In the ‘stacked’ approach one would complete the first group before
the next starts. Sounds ‘natural’ although it’s a waste of time.
Furthermore, if a confounding
variable (say, the lunar phase, the weather, you name it) lures in
the back, one may run into trouble with the GroupbyTreatment \(\small{(G\times T)}\) test in model \(\small{(\text{I})}\). It will falsely
detect a difference between groups despite the fact that the
true difference is caused by the confounder.
Regardless of this problem it is the method of choice in multiple dose
studies, especially if subjects are hospitalized.
In the ‘staggered’ approach we squash the first period of the second group in the washout of the first. Not only faster (which is a nice side effect) but if we apply the \(\small{G\times T}\) test in model \(\small{(\text{I})}\), it’s less likely that something weird will happen than in the ‘stacked’ approach. Furthermore, one gets ammunition in an argument with regulators because the interval between groups is substantially smaller than in the ‘stacked’ approach.
The lower and upper limits of the bioequivalence (BE) range \(\small{\{\theta_1,\theta_2\}}\) are defined based on the ‘clinically relevant difference’ \(\small{\Delta}\) assuming lognormal distributed data \[\left\{\theta_1=100\,(1\Delta),\,\theta_2=100\,(1\Delta)^{1}\right\}\tag{1}\] Commonly \(\small{\Delta}\) is set to 0.20. Hence, we obtain: \[\left\{\theta_1=80.00\%,\,\theta_2=125.00\%\right\}\tag{2}\]
Conventionally BE is assessed by the confidence interval (CI) inclusion approach: \[H_0:\frac{\mu_\textrm{T}}{\mu_\textrm{R}}\not\subset\left\{\theta_1,\theta_2\right\}\:vs\:H_1:\theta_1<\frac{\mu_\textrm{T}}{\mu_\textrm{R}}<\theta_2\tag{3}\]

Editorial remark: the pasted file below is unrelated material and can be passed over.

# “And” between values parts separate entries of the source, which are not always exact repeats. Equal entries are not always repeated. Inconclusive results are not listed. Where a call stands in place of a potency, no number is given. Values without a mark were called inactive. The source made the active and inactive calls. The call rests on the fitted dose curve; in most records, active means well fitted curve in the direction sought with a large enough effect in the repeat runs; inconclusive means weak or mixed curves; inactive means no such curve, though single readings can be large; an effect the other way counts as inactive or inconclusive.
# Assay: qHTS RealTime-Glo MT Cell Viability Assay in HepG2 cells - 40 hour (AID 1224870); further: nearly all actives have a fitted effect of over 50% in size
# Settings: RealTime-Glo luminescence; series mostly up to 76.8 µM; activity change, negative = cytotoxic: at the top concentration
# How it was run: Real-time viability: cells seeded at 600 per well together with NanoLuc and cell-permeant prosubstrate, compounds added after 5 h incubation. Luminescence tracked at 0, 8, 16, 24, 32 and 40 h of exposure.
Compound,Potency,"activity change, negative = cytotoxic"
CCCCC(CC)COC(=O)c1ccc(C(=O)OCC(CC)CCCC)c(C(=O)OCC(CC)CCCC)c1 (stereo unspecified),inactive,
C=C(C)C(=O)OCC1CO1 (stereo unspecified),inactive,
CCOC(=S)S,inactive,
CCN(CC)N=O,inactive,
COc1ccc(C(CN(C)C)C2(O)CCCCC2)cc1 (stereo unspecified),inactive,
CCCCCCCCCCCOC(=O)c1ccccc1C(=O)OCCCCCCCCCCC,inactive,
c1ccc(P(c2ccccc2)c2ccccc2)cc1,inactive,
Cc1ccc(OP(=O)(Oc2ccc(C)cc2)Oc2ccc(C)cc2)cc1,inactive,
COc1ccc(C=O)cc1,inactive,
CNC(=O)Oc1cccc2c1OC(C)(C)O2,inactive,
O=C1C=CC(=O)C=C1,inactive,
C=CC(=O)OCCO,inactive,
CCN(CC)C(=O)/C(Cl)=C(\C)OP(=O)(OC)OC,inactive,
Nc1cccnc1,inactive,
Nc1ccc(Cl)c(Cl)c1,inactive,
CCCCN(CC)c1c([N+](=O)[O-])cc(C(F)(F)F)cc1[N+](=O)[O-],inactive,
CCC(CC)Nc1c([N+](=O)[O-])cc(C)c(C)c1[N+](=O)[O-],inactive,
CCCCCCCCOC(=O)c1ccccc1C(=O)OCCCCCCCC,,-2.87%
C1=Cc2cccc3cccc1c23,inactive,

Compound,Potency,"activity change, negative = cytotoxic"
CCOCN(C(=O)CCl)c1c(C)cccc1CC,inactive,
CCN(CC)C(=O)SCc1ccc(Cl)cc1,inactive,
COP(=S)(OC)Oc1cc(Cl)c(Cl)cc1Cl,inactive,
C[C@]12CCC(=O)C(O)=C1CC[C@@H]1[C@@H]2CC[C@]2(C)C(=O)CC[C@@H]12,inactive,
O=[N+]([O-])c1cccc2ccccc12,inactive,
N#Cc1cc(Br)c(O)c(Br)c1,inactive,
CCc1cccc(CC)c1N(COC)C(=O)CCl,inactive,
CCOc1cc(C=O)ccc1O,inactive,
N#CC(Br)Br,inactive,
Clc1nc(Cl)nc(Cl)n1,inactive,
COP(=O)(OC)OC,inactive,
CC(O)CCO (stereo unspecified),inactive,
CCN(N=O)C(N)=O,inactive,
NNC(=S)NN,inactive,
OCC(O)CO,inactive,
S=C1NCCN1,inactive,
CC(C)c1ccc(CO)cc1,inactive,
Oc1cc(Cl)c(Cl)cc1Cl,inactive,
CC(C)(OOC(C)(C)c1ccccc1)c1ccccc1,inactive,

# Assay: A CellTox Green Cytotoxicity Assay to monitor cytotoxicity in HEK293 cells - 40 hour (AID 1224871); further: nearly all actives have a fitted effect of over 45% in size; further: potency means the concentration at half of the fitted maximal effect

As long as the \(\small{100\,(12\,\alpha)}\) CI lies entirely within the BE margins \(\small{\{\theta_1,\theta_2\}}\), the Null Hypothesis \(\small{H_0}\) of inequivalence in \(\small{(3)}\) is rejected and the Alternative Hypothesis \(\small{H_1}\) of equivalence in \(\small{(3)}\) is accepted.
“The totality of data is analyzed with a new term in the analysis of variance (ANOVA), a Treatment × Group interaction term. This is a measure (on a log scale) of how the ratios of test to reference differ in the groups. For example, if the ratios are very much the same in each group, the interaction would be small or negligible. If interaction is large, as tested in the ANOVA, then the groups cannot be combined. However, if at least one of the groups individually passes the confidence interval criteria, then the test product would be acceptable. If interaction is not statistically significant (p > 0.10), then the confidence interval based on the pooled analysis will determine acceptability.
Slightly different by the FDA. Details are outlined further down.
The model for a crossover design in average bioequivalence as stated
in guidelines is \[\eqalign{Y&\;\text{Sequence},\,\text{Subject}(\text{Sequence}),\\
&\phantom{}\;\text{Period},\,\text{Treatment}\small{\textsf{,}}}{\tag{III}}\]
where \(\small{Y}\) is the response,
i.e. a certain PK metric.
Most regulations recommend an ANOVA,
i.e., all effects are fixed. The
FDA and Health
Canada recommend a mixedeffects
model, i.e., to specify \(\small{\text{Subject}(\text{Sequence})}\)
as a random effect and all others fixed.
It must be mentioned that in comparative bioavailability studies
subjects are usually uniquely coded. Hence, the nested term \(\small{\text{Subject}(\text{Sequence})}\)
in \(\small{(\text{III})}\) is a bogus one^{8} and could